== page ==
- A-levels: AAA
- Advanced Highers: AAB or AA, plus an additional Higher at grade A
- IB: 38 including core points (with at least 6,6,6, at HL)
- or any other equivalent
Candidates are also expected to have at least a C grade in GCSE mathematics, or other evidence to demonstrate that they are appropriately numerate. Apart from this, the choice of subjects is up to you. There is no particular advantage or disadvantage to studying Law before you apply.
These are the minimum school results required for entry, and meeting the minimum does not guarantee a place. Admissions is a competition, and we assess all aspects of a student’s application in order to decide which candidates show greatest potential. If you have attained (or are predicted to attain) the minimum and you do not know whether you are likely to gain a place, you should apply! There is no other way to find out.
Candidates applying for Law with Law Studies in Europe would be expected to have the relevant modern language to A-level, Advanced Higher, or Higher Level in the IB or any other equivalent (except for candidates applying for the Netherlands programme, which is taught in English). If you apply for Law with Law Studies in Europe and are not offered a place on that course you are automatically considered for the BA in Jurisprudence.
If you want to apply to study law at Oxford you must submit a UCAS application and take the Law National Admissions Test (LNAT).
For further information about UCAS, the application process, how to take the LNAT, how to choose a college, and important dates and deadlines, please refer to the University website.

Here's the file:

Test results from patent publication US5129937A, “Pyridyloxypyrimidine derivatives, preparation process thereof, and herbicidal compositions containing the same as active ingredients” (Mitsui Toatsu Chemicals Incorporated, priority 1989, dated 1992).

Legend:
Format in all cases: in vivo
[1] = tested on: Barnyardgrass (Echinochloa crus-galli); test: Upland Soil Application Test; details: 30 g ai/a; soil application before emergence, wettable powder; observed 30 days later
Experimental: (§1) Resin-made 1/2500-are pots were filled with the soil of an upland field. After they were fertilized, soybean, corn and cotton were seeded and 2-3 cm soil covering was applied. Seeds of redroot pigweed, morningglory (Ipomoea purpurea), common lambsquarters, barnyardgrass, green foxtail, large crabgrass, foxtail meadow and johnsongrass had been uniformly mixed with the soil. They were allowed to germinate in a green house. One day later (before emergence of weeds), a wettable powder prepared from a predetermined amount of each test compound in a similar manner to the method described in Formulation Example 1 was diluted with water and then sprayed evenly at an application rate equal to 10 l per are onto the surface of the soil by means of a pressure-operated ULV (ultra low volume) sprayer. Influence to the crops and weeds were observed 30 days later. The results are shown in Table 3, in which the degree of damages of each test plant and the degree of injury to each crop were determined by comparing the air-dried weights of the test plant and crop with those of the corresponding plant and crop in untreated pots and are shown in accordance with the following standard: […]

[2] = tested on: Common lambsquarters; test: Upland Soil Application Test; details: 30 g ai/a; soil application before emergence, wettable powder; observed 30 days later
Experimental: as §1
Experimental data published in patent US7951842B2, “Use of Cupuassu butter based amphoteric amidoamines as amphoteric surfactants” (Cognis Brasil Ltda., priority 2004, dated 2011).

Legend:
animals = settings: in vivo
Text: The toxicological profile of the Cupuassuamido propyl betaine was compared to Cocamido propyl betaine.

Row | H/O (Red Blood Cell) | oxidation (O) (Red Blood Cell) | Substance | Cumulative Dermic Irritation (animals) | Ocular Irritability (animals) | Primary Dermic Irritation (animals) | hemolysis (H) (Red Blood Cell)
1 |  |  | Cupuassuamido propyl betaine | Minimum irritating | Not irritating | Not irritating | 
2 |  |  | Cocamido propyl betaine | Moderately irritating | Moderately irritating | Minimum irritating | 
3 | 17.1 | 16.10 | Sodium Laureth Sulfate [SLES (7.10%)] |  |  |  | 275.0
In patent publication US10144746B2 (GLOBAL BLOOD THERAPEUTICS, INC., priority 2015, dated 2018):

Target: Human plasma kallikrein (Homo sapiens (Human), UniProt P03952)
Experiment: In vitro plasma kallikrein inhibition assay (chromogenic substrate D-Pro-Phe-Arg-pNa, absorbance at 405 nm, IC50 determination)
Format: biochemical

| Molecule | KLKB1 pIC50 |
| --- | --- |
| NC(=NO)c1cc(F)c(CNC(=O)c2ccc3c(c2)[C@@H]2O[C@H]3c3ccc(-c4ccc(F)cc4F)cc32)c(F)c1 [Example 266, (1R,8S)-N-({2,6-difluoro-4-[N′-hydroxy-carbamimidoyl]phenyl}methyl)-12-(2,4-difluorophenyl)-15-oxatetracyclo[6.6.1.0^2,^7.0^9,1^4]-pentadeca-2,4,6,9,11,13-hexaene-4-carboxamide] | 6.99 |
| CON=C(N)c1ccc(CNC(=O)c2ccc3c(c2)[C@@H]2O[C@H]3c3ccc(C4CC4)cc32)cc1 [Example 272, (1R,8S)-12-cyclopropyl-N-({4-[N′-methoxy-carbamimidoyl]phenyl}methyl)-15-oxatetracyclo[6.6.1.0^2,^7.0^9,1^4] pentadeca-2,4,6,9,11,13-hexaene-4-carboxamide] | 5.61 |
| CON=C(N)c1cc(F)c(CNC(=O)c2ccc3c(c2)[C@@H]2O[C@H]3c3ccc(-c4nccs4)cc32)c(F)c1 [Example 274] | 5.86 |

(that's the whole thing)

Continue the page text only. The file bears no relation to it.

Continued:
Information specific to law applications, including an explanation of what to expect in the LNAT and what law tutors are looking for in admissions interviews, can be found on the Law admissions page, with further information available on the Law Faculty website.
The Law Faculty runs open days in mid-March and a UNIQ summer school in July for students interested in visiting and finding out more about studying law at Oxford.
When information is available, the University will produce an update on the University Fee’s and Funding website.
Under the government’s new regime, no UK student will have to pay any tuition charges up front. Loan repayments will only begin after graduation, and only when the graduate begins earning over £21,000pa.
At Oxford, students from lower-income households will have a proportion of these fees waived and will also be eligible for bursaries to assist with living expenses for the duration of their degree. Oxford has one of the most generous financial provision of fee reduction and bursaries for UK and EU students from lower income households. As well as the Oxford fee reductions, we also have the Moritz-Heyman Scholarship Programme and Lloyds Scholars Programme.
For more information, including further details for international students, please refer to the University’s Fees and Funding website. These plans are subject to approval from the Office of Fair Access.